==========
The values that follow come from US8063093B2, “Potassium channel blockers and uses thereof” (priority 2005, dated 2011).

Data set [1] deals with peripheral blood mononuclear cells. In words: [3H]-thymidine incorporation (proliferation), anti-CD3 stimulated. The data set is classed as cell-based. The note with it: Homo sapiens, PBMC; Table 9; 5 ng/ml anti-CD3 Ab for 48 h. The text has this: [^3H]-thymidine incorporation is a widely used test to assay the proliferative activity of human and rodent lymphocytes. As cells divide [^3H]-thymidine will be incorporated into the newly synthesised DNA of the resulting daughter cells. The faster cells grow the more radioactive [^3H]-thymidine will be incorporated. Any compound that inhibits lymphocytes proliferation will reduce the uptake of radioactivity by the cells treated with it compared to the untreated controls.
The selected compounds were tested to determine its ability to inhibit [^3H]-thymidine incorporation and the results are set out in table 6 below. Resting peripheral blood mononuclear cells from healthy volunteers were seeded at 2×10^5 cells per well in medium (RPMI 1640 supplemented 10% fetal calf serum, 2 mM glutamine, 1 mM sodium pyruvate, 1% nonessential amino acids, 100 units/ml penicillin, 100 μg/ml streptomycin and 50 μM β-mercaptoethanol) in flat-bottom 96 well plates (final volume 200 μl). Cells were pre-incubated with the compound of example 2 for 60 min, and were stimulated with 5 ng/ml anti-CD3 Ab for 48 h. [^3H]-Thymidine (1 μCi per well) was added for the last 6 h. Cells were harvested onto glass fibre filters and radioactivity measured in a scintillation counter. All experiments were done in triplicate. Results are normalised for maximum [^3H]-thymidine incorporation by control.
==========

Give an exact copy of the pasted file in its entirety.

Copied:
The values that follow come from US8063093B2, “Potassium channel blockers and uses thereof” (priority 2005, dated 2011).

Data set [1] deals with peripheral blood mononuclear cells. In words: [3H]-thymidine incorporation (proliferation), anti-CD3 stimulated. The data set is classed as cell-based. The note with it: Homo sapiens, PBMC; Table 9; 5 ng/ml anti-CD3 Ab for 48 h. The text has this: [^3H]-thymidine incorporation is a widely used test to assay the proliferative activity of human and rodent lymphocytes. As cells divide [^3H]-thymidine will be incorporated into the newly synthesised DNA of the resulting daughter cells. The faster cells grow the more radioactive [^3H]-thymidine will be incorporated. Any compound that inhibits lymphocytes proliferation will reduce the uptake of radioactivity by the cells treated with it compared to the untreated controls.
The selected compounds were tested to determine its ability to inhibit [^3H]-thymidine incorporation and the results are set out in table 6 below. Resting peripheral blood mononuclear cells from healthy volunteers were seeded at 2×10^5 cells per well in medium (RPMI 1640 supplemented 10% fetal calf serum, 2 mM glutamine, 1 mM sodium pyruvate, 1% nonessential amino acids, 100 units/ml penicillin, 100 μg/ml streptomycin and 50 μM β-mercaptoethanol) in flat-bottom 96 well plates (final volume 200 μl). Cells were pre-incubated with the compound of example 2 for 60 min, and were stimulated with 5 ng/ml anti-CD3 Ab for 48 h. [^3H]-Thymidine (1 μCi per well) was added for the last 6 h. Cells were harvested onto glass fibre filters and radioactivity measured in a scintillation counter. All experiments were done in triplicate. Results are normalised for maximum [^3H]-thymidine incorporation by control.